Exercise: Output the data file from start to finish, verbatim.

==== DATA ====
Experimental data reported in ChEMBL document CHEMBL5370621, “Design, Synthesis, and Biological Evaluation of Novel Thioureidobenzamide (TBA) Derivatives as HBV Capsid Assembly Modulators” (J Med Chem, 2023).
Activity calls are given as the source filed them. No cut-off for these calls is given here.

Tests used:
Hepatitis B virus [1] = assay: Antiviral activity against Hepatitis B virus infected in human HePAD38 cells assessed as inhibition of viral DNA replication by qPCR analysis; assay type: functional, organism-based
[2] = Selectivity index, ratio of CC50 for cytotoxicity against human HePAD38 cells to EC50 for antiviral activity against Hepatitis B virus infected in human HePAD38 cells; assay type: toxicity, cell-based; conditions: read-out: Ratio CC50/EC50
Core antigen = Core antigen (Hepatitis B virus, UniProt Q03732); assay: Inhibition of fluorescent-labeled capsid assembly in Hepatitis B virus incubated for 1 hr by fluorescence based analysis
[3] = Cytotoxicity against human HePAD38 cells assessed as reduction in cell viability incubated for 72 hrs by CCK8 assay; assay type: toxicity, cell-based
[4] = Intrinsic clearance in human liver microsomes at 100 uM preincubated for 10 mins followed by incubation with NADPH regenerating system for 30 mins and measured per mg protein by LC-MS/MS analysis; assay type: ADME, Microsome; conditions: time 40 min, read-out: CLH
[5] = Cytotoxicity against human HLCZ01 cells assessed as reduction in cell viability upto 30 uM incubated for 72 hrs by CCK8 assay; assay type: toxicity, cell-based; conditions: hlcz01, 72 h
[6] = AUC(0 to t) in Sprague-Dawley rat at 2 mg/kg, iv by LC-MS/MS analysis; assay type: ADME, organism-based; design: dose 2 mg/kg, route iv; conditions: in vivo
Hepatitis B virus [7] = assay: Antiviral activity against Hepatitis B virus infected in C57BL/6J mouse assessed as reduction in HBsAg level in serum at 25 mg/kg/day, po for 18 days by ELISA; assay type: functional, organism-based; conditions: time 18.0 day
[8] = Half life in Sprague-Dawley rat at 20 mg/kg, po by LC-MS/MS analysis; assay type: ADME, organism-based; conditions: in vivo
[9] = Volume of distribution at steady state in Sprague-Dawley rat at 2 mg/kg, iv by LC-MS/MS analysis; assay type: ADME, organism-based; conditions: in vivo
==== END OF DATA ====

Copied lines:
Experimental data reported in ChEMBL document CHEMBL5370621, “Design, Synthesis, and Biological Evaluation of Novel Thioureidobenzamide (TBA) Derivatives as HBV Capsid Assembly Modulators” (J Med Chem, 2023).
Activity calls are given as the source filed them. No cut-off for these calls is given here.

Tests used:
Hepatitis B virus [1] = assay: Antiviral activity against Hepatitis B virus infected in human HePAD38 cells assessed as inhibition of viral DNA replication by qPCR analysis; assay type: functional, organism-based
[2] = Selectivity index, ratio of CC50 for cytotoxicity against human HePAD38 cells to EC50 for antiviral activity against Hepatitis B virus infected in human HePAD38 cells; assay type: toxicity, cell-based; conditions: read-out: Ratio CC50/EC50
Core antigen = Core antigen (Hepatitis B virus, UniProt Q03732); assay: Inhibition of fluorescent-labeled capsid assembly in Hepatitis B virus incubated for 1 hr by fluorescence based analysis
[3] = Cytotoxicity against human HePAD38 cells assessed as reduction in cell viability incubated for 72 hrs by CCK8 assay; assay type: toxicity, cell-based
[4] = Intrinsic clearance in human liver microsomes at 100 uM preincubated for 10 mins followed by incubation with NADPH regenerating system for 30 mins and measured per mg protein by LC-MS/MS analysis; assay type: ADME, Microsome; conditions: time 40 min, read-out: CLH
[5] = Cytotoxicity against human HLCZ01 cells assessed as reduction in cell viability upto 30 uM incubated for 72 hrs by CCK8 assay; assay type: toxicity, cell-based; conditions: hlcz01, 72 h
[6] = AUC(0 to t) in Sprague-Dawley rat at 2 mg/kg, iv by LC-MS/MS analysis; assay type: ADME, organism-based; design: dose 2 mg/kg, route iv; conditions: in vivo
Hepatitis B virus [7] = assay: Antiviral activity against Hepatitis B virus infected in C57BL/6J mouse assessed as reduction in HBsAg level in serum at 25 mg/kg/day, po for 18 days by ELISA; assay type: functional, organism-based; conditions: time 18.0 day
[8] = Half life in Sprague-Dawley rat at 20 mg/kg, po by LC-MS/MS analysis; assay type: ADME, organism-based; conditions: in vivo
[9] = Volume of distribution at steady state in Sprague-Dawley rat at 2 mg/kg, iv by LC-MS/MS analysis; assay type: ADME, organism-based; conditions: in vivo